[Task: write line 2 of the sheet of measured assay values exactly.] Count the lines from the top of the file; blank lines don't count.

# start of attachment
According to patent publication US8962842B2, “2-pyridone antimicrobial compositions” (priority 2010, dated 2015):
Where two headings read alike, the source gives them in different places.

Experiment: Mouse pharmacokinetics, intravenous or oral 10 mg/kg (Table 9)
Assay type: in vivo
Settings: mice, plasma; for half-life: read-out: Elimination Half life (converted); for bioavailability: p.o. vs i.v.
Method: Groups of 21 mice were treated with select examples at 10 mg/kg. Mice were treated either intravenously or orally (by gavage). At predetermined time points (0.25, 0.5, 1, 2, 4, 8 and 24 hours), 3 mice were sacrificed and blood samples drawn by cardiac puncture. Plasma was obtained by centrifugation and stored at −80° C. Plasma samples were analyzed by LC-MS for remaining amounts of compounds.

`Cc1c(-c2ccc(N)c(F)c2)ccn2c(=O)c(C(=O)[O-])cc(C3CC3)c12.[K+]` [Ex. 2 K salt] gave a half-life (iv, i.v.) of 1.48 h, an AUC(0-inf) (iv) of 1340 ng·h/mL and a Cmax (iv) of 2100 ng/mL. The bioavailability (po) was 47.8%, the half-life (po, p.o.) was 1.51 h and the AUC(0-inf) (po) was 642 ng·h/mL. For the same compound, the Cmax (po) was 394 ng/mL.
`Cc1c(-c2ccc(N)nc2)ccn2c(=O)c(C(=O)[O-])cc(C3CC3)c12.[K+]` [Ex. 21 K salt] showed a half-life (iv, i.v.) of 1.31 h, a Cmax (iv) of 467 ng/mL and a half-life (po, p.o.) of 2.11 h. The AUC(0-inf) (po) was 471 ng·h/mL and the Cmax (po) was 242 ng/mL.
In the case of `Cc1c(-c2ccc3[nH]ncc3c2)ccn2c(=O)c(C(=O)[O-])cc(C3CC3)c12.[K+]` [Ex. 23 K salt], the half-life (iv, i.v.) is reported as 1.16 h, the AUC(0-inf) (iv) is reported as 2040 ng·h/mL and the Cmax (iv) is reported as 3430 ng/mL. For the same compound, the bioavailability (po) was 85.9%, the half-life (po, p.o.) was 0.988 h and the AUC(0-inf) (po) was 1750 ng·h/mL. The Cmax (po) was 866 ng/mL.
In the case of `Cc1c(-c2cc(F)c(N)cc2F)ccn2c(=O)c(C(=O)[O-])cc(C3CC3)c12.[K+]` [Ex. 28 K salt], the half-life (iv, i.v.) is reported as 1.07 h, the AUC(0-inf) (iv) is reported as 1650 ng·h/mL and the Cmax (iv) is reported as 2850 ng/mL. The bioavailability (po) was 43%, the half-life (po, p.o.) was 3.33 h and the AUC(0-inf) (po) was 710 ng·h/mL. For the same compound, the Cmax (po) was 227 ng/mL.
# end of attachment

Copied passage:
Where two headings read alike, the source gives them in different places.